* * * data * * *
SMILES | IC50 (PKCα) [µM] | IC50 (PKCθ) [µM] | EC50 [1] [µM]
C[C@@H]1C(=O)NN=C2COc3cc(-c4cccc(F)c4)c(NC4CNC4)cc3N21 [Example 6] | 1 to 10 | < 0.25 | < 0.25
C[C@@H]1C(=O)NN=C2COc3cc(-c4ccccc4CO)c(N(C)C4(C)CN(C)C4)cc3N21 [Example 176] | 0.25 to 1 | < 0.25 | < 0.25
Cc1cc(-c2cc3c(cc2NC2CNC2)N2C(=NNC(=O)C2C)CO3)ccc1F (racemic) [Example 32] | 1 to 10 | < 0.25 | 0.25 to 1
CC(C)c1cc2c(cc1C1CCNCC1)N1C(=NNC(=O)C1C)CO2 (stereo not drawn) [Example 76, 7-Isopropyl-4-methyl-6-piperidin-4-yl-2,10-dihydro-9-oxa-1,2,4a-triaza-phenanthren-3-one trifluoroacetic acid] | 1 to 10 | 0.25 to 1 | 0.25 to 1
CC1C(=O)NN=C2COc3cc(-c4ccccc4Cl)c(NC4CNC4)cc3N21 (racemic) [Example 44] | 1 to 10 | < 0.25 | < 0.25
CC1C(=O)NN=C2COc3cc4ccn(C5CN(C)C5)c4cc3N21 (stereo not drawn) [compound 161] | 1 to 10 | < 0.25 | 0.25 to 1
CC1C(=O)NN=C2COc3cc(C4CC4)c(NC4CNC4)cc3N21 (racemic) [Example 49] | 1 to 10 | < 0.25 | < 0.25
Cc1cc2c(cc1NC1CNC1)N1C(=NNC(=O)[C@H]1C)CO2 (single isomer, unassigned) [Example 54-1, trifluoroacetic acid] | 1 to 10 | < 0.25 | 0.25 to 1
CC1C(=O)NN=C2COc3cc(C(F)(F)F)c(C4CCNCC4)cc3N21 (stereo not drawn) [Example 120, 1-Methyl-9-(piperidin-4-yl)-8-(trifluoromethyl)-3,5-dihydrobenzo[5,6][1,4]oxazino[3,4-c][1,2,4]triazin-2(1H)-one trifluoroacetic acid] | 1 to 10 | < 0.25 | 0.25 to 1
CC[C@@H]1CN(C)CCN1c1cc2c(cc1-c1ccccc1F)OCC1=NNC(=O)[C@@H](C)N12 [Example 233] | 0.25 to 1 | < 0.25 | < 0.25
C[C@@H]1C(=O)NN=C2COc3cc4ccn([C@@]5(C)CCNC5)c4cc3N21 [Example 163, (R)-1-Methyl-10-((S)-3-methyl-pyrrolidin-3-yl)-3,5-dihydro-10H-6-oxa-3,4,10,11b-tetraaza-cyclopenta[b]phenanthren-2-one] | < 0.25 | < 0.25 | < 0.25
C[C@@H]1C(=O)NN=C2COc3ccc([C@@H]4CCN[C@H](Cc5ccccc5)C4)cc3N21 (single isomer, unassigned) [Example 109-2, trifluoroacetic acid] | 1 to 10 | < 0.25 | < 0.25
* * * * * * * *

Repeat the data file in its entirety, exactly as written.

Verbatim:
SMILES | IC50 (PKCα) [µM] | IC50 (PKCθ) [µM] | EC50 [1] [µM]
C[C@@H]1C(=O)NN=C2COc3cc(-c4cccc(F)c4)c(NC4CNC4)cc3N21 [Example 6] | 1 to 10 | < 0.25 | < 0.25
C[C@@H]1C(=O)NN=C2COc3cc(-c4ccccc4CO)c(N(C)C4(C)CN(C)C4)cc3N21 [Example 176] | 0.25 to 1 | < 0.25 | < 0.25
Cc1cc(-c2cc3c(cc2NC2CNC2)N2C(=NNC(=O)C2C)CO3)ccc1F (racemic) [Example 32] | 1 to 10 | < 0.25 | 0.25 to 1
CC(C)c1cc2c(cc1C1CCNCC1)N1C(=NNC(=O)C1C)CO2 (stereo not drawn) [Example 76, 7-Isopropyl-4-methyl-6-piperidin-4-yl-2,10-dihydro-9-oxa-1,2,4a-triaza-phenanthren-3-one trifluoroacetic acid] | 1 to 10 | 0.25 to 1 | 0.25 to 1
CC1C(=O)NN=C2COc3cc(-c4ccccc4Cl)c(NC4CNC4)cc3N21 (racemic) [Example 44] | 1 to 10 | < 0.25 | < 0.25
CC1C(=O)NN=C2COc3cc4ccn(C5CN(C)C5)c4cc3N21 (stereo not drawn) [compound 161] | 1 to 10 | < 0.25 | 0.25 to 1
CC1C(=O)NN=C2COc3cc(C4CC4)c(NC4CNC4)cc3N21 (racemic) [Example 49] | 1 to 10 | < 0.25 | < 0.25
Cc1cc2c(cc1NC1CNC1)N1C(=NNC(=O)[C@H]1C)CO2 (single isomer, unassigned) [Example 54-1, trifluoroacetic acid] | 1 to 10 | < 0.25 | 0.25 to 1
CC1C(=O)NN=C2COc3cc(C(F)(F)F)c(C4CCNCC4)cc3N21 (stereo not drawn) [Example 120, 1-Methyl-9-(piperidin-4-yl)-8-(trifluoromethyl)-3,5-dihydrobenzo[5,6][1,4]oxazino[3,4-c][1,2,4]triazin-2(1H)-one trifluoroacetic acid] | 1 to 10 | < 0.25 | 0.25 to 1
CC[C@@H]1CN(C)CCN1c1cc2c(cc1-c1ccccc1F)OCC1=NNC(=O)[C@@H](C)N12 [Example 233] | 0.25 to 1 | < 0.25 | < 0.25
C[C@@H]1C(=O)NN=C2COc3cc4ccn([C@@]5(C)CCNC5)c4cc3N21 [Example 163, (R)-1-Methyl-10-((S)-3-methyl-pyrrolidin-3-yl)-3,5-dihydro-10H-6-oxa-3,4,10,11b-tetraaza-cyclopenta[b]phenanthren-2-one] | < 0.25 | < 0.25 | < 0.25
C[C@@H]1C(=O)NN=C2COc3ccc([C@@H]4CCN[C@H](Cc5ccccc5)C4)cc3N21 (single isomer, unassigned) [Example 109-2, trifluoroacetic acid] | 1 to 10 | < 0.25 | < 0.25